The way to play it safe in law school was to raise and explain every possible issue. If five arguments supported a particular result, you had better discuss them all. Civil and criminal classes support this type of issue spotting, and some law firms believe this works in litigation. But, this law school training works against you at trial.
The following is an interview with one of America's greatest trial lawyers, Randi McGinn. She is a member of the Inner Circle of Advocates an invitation-only group of the 100 best trial lawyers in America, and author of the Trial Guides book Changing Laws, Saving Lives.
Randi McGinn on Changing Laws, Saving Lives
Trial Guides: What made you want to write Changing Laws, Saving Lives?
Randi McGinn: I didn’t think there was a book out that gave you a feel for what it’s like to be in a case as a lawyer. And so, it was written for lawyers who are just starting out, lawyers who are experienced (because it has advice for them too), and people who think they might want to be lawyers.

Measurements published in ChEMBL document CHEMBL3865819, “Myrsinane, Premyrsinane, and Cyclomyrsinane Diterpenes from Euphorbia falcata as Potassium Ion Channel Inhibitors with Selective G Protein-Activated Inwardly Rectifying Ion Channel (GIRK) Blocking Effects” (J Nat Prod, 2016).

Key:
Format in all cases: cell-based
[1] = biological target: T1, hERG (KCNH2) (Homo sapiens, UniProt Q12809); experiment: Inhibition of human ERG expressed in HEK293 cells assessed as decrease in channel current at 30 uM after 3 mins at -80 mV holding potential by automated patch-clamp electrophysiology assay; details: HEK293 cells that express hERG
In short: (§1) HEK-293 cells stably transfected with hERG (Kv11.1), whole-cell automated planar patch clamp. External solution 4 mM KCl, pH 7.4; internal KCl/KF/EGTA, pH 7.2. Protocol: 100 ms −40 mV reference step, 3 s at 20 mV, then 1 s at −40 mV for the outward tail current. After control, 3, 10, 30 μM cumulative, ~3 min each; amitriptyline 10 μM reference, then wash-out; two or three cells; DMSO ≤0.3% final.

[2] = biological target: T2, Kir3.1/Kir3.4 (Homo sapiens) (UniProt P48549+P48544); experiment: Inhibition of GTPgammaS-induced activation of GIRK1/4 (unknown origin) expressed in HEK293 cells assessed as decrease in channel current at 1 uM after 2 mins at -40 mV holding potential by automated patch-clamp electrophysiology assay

If you are a professor of trial advocacy, you train the trial lawyers of the future. While many books purport to educate young trial lawyers on trial procedure and trial techniques, few guide law students and new lawyers through the common behavioral and psychological mistakes that can undermine a promising career.
With Becoming a Trial Lawyer, author Rick Friedman has written a book that does both. Friedman, a member of the Inner Circle of Advocates, guides future lawyers on their career path, weighing in on the pros and cons of being a trial lawyer, and explaining how to lead a healthy, balanced life in a field where career largely dominates. In addition, the book is filled with tips from Friedman's trial career.